VIETH’S SIX SECRETS OF SUCCESSFUL FEATURE WRITING
1) The best way to improve your writing is to improve your reading.
If you regularly read the best writing you can find, you will begin to absorb its characteristics by osmosis. Your vocabulary will expand. Your wordcraft will improve. Your words will flow more gracefully and powerfully. It’s analogous to an Olympic athlete’s training or a master craftsman’s skills.
2) Great stories start with great ideas.
Ideas trump writing. The ability to generate good ideas – and turn mediocre ideas into better ones – is highly valued in the journalism marketplace. If you display that ability, you are likely to be recruited into the ranks of assigning editors, managing editors and editors-in-chief. Some of the best idea generators are not great writers.
3) Great stories are based on great reporting.
The quality of your stories is a direct function of the quality of your material. The better you research and report, the better your articles turn out. A mediocre writer working with extraordinary information will produce more interesting stories than an extraordinary writer working with mediocre information. Material matters most.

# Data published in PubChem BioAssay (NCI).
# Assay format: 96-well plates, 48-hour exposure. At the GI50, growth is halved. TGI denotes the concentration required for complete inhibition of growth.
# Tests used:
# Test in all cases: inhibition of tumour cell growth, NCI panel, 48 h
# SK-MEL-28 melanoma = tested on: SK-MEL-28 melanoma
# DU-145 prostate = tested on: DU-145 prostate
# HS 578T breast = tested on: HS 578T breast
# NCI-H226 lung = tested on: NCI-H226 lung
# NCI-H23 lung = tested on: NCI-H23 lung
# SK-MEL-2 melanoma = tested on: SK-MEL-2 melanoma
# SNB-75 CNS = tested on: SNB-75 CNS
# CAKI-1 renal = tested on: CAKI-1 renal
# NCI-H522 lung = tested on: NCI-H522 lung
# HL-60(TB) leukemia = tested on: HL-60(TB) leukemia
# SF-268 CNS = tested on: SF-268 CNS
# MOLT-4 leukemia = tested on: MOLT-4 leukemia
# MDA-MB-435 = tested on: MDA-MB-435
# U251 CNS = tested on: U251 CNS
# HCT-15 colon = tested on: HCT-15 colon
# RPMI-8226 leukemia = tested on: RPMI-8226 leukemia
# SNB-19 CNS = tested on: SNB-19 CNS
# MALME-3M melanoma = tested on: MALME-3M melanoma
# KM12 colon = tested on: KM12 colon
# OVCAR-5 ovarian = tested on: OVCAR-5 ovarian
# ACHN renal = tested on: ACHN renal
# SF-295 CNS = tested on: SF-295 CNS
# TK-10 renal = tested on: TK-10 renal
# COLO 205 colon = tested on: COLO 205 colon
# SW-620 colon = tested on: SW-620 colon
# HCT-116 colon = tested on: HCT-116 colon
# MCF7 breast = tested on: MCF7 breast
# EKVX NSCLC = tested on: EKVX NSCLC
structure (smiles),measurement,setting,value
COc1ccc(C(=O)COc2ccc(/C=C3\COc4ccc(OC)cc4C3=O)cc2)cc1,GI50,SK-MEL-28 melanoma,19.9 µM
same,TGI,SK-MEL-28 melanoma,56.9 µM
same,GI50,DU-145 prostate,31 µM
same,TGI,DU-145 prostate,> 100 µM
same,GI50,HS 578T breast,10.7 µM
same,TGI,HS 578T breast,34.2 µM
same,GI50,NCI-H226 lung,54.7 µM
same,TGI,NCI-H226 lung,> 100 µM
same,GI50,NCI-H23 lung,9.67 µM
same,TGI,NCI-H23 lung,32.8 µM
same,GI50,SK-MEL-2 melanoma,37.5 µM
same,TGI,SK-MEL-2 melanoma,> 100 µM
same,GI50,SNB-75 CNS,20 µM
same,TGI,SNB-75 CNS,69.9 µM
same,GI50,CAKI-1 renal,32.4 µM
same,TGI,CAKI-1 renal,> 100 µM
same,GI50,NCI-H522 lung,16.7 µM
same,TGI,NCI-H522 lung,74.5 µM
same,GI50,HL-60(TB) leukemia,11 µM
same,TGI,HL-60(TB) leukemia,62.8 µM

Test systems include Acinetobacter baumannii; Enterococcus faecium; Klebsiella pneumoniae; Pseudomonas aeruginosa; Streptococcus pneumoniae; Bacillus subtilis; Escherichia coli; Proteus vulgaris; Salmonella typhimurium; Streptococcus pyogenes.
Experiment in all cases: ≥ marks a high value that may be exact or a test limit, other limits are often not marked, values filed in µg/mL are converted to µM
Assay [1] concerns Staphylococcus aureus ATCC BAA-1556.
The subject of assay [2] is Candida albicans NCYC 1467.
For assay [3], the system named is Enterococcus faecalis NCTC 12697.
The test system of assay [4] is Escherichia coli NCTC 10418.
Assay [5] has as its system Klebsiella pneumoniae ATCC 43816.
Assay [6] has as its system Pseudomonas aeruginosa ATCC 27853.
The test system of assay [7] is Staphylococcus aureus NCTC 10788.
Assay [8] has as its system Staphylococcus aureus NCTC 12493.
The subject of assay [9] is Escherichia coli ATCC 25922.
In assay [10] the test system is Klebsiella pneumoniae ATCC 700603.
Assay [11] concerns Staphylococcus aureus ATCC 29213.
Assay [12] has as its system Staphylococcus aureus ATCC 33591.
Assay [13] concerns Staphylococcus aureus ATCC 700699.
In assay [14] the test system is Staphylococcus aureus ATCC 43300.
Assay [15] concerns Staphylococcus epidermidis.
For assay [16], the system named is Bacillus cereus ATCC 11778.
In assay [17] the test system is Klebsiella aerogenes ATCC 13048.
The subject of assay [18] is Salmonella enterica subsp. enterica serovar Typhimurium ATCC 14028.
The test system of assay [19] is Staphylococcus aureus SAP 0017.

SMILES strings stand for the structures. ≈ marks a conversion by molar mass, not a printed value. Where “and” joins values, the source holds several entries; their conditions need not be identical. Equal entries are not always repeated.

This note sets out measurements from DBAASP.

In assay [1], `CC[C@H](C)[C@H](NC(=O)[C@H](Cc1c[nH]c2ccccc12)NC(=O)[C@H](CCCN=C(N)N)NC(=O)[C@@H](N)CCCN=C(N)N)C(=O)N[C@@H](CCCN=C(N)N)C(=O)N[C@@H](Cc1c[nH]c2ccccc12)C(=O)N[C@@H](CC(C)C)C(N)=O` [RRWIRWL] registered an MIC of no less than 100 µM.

4) Every story should answer two basic questions: What’s the point? Why should I care?
In almost all newspaper features, these questions should be addressed in several paragraphs, appearing before the jump. Magazines allow more freedom, but still want summary and significance in most stories. In a verbal story pitch, you should be able to express them clearly in a few concise sentences.
5) Good writing connects with one of the big themes that resonate with readers:
-life and death
-love and loss
-winning and losing
-alienation and reconciliation
-triumph and tragedy
-underdogs and long shots
-heroism and villainy
-kids and animals
6) The most important skill of all is time management.
None of these pointers will help you a bit if you put off starting on your stories until the last minute. The biggest single cause of low grades in my classes is poor time management. Even professional writers tend to underestimate how long it will take them to complete an assignment. It’s called “magical thinking.” Don’t let it be your downfall.